There is, however, an oscillation between beauty and horror in A Flor de Piel that aligns with an abiding ambiguity in Salcedo’s work between actions of damage and actions of healing. The imagery of rupture that was most monumentally imagined in the architectural schism of her 2007 installation Shibboleth, with its connotations of a social fabric torn, is here replaced with the patient, almost penitential suturing of the desecrated body, looking back to the imagery of medical and domestic mending that has been present since the beginning of the artist’s career. But as in Atrabiliarios and the Unland works, the reparative stitch is also a puncture, a violent interruption.7 Similarly, the first reaction to A Flor de Piel is usually one of aesthetic delight, as the lush romantic associations of a carpet of red roses come to the fore. The painstaking labor required to construct such an object inspires wonder, as an act of fairytale logic and devotional beauty that might seem to assuage the profound ugliness of the subject’s death. Gradually, however, these seductive valences are overtaken by more unsettling undertones. The russet petals, with their delicately veined membranes, assume the guise of a human epidermis—the flayed hide of Marsyas displayed as a repellent trophy.8 In this summoning of the tortured body, the work succeeds in locating a material vessel capable of communicating some of the extra-linguistic condition of enduring extreme pain. In her seminal study of physical suffering, Elaine Scarry asserts that the pain of others can only be understood when objectified by a referent outside the bodily experience. Her vivid portrayal of the obliteration of the self during torture correlates with the effect of A Flor de Piel, as its undulating surface engulfs the floor of the gallery: “It is the intense pain that destroys a person’s self and world, a destruction experienced spatially as either the contraction of the universe down to the immediate vicinity of the body or as the body swelling to fill the entire universe.”9 Scarry’s notion of channeling interior agony through an external signifier—she cites the example of Joseph Beuys’s sculpture of a bandaged knife—finds an echo in Salcedo’s proclaimed ambition that her work might communicate the texture of suffering through the eloquent object, and in this empathic thread achieve an experiential transference:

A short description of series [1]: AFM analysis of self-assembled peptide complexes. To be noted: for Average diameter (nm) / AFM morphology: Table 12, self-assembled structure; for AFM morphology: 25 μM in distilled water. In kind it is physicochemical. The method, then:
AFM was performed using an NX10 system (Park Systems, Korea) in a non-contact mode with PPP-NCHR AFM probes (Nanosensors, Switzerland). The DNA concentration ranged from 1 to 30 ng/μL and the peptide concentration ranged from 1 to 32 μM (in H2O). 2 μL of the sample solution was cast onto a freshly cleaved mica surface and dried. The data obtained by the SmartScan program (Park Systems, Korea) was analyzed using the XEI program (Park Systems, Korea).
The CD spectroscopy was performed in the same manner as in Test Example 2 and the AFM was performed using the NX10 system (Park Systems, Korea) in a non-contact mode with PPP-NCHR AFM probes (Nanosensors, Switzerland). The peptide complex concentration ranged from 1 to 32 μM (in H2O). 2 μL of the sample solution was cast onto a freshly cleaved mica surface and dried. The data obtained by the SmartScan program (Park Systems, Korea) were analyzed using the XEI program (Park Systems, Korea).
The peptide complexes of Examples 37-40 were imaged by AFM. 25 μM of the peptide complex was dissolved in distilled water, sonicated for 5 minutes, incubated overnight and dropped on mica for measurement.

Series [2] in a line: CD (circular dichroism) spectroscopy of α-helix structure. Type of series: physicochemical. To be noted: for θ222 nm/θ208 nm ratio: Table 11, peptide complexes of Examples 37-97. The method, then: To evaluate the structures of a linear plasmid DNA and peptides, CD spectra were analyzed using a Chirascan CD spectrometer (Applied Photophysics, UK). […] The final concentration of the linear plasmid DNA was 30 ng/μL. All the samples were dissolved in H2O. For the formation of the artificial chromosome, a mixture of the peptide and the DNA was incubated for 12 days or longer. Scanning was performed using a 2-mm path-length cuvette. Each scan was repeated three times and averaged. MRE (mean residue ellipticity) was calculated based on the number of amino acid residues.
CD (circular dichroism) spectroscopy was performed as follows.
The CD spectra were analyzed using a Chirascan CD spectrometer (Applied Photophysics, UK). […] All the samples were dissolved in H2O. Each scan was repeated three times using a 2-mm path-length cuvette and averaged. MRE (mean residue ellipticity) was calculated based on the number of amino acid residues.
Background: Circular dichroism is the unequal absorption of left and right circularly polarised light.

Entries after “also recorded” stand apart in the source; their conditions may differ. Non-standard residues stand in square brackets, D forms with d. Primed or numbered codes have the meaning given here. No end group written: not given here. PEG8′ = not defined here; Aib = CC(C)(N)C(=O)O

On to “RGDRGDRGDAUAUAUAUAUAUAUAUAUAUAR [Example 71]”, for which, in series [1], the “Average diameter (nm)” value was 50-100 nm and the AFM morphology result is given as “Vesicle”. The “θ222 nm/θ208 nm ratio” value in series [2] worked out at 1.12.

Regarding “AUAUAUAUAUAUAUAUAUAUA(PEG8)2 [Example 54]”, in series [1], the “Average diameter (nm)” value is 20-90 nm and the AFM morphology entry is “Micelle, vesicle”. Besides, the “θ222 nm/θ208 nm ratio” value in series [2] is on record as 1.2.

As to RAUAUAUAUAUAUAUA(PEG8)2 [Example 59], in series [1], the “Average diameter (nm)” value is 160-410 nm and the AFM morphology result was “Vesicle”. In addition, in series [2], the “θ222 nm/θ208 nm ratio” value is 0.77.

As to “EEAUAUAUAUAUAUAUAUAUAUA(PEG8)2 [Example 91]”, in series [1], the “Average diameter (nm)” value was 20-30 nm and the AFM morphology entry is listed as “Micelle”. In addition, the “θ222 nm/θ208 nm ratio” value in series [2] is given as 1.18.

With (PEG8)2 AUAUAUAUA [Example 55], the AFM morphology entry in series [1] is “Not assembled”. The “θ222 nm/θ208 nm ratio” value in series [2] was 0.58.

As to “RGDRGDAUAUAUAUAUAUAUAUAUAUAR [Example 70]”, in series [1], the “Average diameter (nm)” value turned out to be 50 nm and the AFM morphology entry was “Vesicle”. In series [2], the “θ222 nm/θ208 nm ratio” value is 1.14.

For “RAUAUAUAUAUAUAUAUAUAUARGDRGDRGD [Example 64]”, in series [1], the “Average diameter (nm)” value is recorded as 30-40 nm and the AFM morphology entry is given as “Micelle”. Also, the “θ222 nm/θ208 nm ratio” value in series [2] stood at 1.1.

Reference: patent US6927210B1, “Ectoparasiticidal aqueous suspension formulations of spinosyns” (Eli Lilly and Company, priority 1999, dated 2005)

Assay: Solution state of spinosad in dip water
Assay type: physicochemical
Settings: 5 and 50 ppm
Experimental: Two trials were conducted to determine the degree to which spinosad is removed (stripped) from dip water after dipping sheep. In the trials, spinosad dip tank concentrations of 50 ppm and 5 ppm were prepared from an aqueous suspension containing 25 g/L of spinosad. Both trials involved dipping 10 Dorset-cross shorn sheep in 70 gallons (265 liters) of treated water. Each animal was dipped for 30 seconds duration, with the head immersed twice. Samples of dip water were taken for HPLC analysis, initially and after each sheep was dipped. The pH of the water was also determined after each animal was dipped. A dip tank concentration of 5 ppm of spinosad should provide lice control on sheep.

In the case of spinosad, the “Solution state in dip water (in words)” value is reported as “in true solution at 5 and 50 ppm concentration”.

During the brief moment the viewer contemplates in silence the work of art, maybe then the interrupted life of the victim—present in the artwork—reaches out to find the memories of pain inscribed in each viewer’s memory. And in this manner, the violently interrupted life can find a continuation in the life of the viewer, thus creating what Franz Rosenzweig called “eternal life.”10

Salcedo had previously used roses as an instrument of memorial when she joined with a group of Bogotá-based artists to commemorate the death of the Colombian journalist, political satirist, and peace activist Jaime Garzón, who was assassinated by suspected right-wing paramilitary forces in 1999. The artists selected an expanse of wall in front of Garzón’s home and nailed 5,000 red roses upside down to its surface, where they remained in place as they gradually withered and died. In this work, the rose functioned in its traditional role as memento mori, its decaying beauty signifying the entropic body. In A Flor de Piel, however, the petals seem to defy mortal vulnerability. Salcedo, who immerses herself in lengthy periods of research and development before creating each work, collaborated with scientists to find a way to preserve the form of the petals and reinstate their coloration, treating them with a complex chemical sealing process that arrests their organic disintegration. This enchanted suspension of nature’s operations reflects for the artist the status of the unrecovered bodies of the “disappeared” in Colombia. It might also suggest an act of transubstantiation, as the wafer-like rose petals—an emblem associated with the blood of martyrs in Christian iconography—are symbolically transmuted to flesh while simultaneously achieving the appearance of “eternal life.” This gesture toward the Eucharistic chimes with the spirit of religious devotion that is often approached in Salcedo’s work; she frequently describes her projects, with their prolonged gestations and laborious techniques, as acts of faith, her creative process as a “solitary liturgy.”11 This sacramental mood is particularly vivid in the funerary rites enacted in Plegaria Muda, with its title denoting a “silent prayer,” and A Flor de Piel.